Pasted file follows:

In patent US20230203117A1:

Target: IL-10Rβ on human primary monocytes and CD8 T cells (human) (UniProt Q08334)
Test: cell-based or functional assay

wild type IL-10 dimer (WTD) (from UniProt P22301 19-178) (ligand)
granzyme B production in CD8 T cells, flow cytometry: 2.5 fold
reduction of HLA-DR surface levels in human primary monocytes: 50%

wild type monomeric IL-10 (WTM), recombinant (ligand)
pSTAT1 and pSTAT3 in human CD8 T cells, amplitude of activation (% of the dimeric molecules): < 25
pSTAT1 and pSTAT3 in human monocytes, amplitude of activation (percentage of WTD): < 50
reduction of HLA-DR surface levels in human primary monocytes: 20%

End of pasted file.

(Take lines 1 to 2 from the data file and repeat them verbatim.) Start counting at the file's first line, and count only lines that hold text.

In patent US20230203117A1:

Target: IL-10Rβ on human primary monocytes and CD8 T cells (human) (UniProt Q08334)